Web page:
Bernie Madoff, the once highly regarded investment advisor turned Ponzi swindler, exemplifies the dark underbelly of the financial advisor field. At first, Madoff appeared to be the perfect financial professional for his clients. The rich and elite had no idea their stellar returns were funded by incoming Madoff investors. If the wealthy elite can get snookered by a financial advisor, what’s to protect the average individual from the same fate? Beware of financial advisor scams and learn how to protect yourself.
- While there are many honest financial advisors, there are also many unscrupulous ones engaging in fraudulent behavior; it's important to know the most common ones to look out for.
- Bernie Madoff has become synonymous with the Ponzi scheme, in which the payment of returns to current investors come from money deposited by new investors; meanwhile, the advisor siphons off some of the money.
- The affinity fraud targets a group, often in combination with a Ponzi scheme, such as a religious organization or friend group, by convincing the group to go along with a scam because their friends are involved.
- Other scams include misrepresenting qualifications, such as claiming experience or certifications you don't have or promising unrealistic returns, such as claiming an investment will generate huge numbers.
- With a "churning" scam, the advisor makes lots of unnecessary trades, which costs the customer in commissions and often results in less-than-stellar investment returns.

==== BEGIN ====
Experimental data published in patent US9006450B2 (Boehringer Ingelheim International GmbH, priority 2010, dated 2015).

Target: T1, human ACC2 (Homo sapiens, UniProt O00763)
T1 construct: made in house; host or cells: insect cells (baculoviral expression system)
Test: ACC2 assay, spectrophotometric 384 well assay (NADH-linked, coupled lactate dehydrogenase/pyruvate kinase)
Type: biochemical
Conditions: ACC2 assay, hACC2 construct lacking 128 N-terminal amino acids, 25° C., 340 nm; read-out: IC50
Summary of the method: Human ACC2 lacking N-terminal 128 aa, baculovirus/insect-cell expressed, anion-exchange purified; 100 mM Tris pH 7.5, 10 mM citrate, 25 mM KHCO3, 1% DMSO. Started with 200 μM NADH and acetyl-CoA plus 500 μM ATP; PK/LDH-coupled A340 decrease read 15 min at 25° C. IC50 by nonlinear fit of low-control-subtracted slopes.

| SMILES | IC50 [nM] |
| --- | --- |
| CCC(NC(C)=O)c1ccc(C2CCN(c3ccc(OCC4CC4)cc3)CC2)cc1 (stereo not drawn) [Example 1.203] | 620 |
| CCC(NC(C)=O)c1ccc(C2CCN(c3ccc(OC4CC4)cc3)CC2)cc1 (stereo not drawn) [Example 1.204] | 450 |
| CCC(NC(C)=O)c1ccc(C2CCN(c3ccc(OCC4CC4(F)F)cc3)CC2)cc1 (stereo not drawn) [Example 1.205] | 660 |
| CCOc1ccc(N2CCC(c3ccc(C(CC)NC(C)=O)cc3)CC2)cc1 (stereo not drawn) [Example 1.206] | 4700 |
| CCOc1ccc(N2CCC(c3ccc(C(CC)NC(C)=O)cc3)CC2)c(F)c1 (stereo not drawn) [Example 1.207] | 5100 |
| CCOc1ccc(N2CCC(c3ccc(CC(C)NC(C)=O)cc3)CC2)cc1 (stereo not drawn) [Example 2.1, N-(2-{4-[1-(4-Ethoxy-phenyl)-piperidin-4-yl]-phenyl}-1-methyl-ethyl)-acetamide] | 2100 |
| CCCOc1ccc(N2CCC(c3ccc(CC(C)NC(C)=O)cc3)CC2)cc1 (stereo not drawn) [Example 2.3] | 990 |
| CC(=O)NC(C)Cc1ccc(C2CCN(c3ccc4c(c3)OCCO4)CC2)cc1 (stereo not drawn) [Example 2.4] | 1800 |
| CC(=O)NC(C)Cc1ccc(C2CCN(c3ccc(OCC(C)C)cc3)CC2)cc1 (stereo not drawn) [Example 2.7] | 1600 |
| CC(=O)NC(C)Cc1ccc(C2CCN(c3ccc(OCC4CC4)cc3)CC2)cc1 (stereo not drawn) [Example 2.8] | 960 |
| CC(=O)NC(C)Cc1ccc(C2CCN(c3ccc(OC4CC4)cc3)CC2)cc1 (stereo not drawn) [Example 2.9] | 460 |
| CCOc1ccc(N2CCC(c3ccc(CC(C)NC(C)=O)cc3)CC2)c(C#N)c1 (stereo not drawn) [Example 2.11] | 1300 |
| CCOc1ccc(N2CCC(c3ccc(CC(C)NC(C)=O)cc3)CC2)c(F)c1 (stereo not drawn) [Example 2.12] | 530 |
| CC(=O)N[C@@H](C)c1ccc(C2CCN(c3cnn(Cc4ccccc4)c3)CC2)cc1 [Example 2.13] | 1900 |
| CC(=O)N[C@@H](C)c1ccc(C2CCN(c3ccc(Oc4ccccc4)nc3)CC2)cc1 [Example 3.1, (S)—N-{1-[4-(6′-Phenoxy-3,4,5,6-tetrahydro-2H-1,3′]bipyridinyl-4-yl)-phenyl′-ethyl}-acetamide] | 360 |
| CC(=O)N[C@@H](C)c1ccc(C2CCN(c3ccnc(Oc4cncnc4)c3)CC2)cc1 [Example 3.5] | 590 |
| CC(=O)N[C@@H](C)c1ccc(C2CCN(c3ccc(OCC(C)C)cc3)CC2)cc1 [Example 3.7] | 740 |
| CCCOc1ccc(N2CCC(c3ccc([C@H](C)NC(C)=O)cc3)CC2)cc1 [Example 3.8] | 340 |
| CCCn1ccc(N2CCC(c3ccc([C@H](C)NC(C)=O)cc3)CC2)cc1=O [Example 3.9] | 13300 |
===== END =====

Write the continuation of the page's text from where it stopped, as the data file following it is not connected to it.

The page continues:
According to the Securities and Exchange Commission (SEC), “A Ponzi scheme is an investment fraud that involves the payment of purported returns to existing investors from funds contributed by new investors. Ponzi scheme organizers often solicit new investors by promising to invest funds in opportunities claimed to generate high returns with little or no risk.” The Ponzi scheme is a classic scam and incorporates components of other scams as well. The investment proceeds in this classic scam are simply the new investors' monies doled out to existing clients. Without fail, the initiator of the Ponzi scheme siphons money off to fund an extravagant lifestyle. (For more, see: Biggest Stock Scams.)
The affinity fraud targets a particular group with its ploy, frequently in conjunction with a Ponzi scheme. This scam is effective because we tend to trust other members of our “tribe.” The cohort group might share the same religion, cultural background, or geographic region. This affinity targeting makes gaining new participants in the scam easier because there is a built-in level of trust. To further con the participants, the scammer might belong to the group or pretend to be a member.